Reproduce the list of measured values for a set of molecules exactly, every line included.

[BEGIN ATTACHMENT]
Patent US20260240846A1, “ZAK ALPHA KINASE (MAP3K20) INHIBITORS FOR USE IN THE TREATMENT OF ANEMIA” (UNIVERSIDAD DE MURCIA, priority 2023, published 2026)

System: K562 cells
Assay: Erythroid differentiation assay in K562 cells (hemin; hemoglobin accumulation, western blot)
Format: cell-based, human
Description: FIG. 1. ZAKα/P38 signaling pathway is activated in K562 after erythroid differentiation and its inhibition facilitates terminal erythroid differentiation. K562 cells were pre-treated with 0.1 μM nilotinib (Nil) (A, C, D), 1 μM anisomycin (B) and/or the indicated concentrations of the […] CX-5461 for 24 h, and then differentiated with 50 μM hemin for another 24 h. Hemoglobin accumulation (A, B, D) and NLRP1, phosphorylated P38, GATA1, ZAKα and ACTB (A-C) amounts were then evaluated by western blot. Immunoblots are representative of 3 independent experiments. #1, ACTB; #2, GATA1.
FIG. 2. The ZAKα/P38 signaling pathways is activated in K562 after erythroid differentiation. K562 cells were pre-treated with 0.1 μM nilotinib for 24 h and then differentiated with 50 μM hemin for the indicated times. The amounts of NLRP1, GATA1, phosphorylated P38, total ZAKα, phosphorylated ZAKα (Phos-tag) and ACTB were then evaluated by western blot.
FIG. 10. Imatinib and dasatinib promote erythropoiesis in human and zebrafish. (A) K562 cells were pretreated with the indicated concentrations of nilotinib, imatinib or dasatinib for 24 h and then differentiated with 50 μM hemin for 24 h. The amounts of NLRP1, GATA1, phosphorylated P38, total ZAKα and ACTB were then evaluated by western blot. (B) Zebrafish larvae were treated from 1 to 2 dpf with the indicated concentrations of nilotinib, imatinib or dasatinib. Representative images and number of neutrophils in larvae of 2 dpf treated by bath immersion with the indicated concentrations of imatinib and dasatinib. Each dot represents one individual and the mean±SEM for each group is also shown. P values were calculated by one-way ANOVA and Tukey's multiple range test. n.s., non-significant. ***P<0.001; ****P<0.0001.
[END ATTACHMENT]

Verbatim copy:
Patent US20260240846A1, “ZAK ALPHA KINASE (MAP3K20) INHIBITORS FOR USE IN THE TREATMENT OF ANEMIA” (UNIVERSIDAD DE MURCIA, priority 2023, published 2026)

System: K562 cells
Assay: Erythroid differentiation assay in K562 cells (hemin; hemoglobin accumulation, western blot)
Format: cell-based, human
Description: FIG. 1. ZAKα/P38 signaling pathway is activated in K562 after erythroid differentiation and its inhibition facilitates terminal erythroid differentiation. K562 cells were pre-treated with 0.1 μM nilotinib (Nil) (A, C, D), 1 μM anisomycin (B) and/or the indicated concentrations of the […] CX-5461 for 24 h, and then differentiated with 50 μM hemin for another 24 h. Hemoglobin accumulation (A, B, D) and NLRP1, phosphorylated P38, GATA1, ZAKα and ACTB (A-C) amounts were then evaluated by western blot. Immunoblots are representative of 3 independent experiments. #1, ACTB; #2, GATA1.
FIG. 2. The ZAKα/P38 signaling pathways is activated in K562 after erythroid differentiation. K562 cells were pre-treated with 0.1 μM nilotinib for 24 h and then differentiated with 50 μM hemin for the indicated times. The amounts of NLRP1, GATA1, phosphorylated P38, total ZAKα, phosphorylated ZAKα (Phos-tag) and ACTB were then evaluated by western blot.
FIG. 10. Imatinib and dasatinib promote erythropoiesis in human and zebrafish. (A) K562 cells were pretreated with the indicated concentrations of nilotinib, imatinib or dasatinib for 24 h and then differentiated with 50 μM hemin for 24 h. The amounts of NLRP1, GATA1, phosphorylated P38, total ZAKα and ACTB were then evaluated by western blot. (B) Zebrafish larvae were treated from 1 to 2 dpf with the indicated concentrations of nilotinib, imatinib or dasatinib. Representative images and number of neutrophils in larvae of 2 dpf treated by bath immersion with the indicated concentrations of imatinib and dasatinib. Each dot represents one individual and the mean±SEM for each group is also shown. P values were calculated by one-way ANOVA and Tukey's multiple range test. n.s., non-significant. ***P<0.001; ****P<0.0001.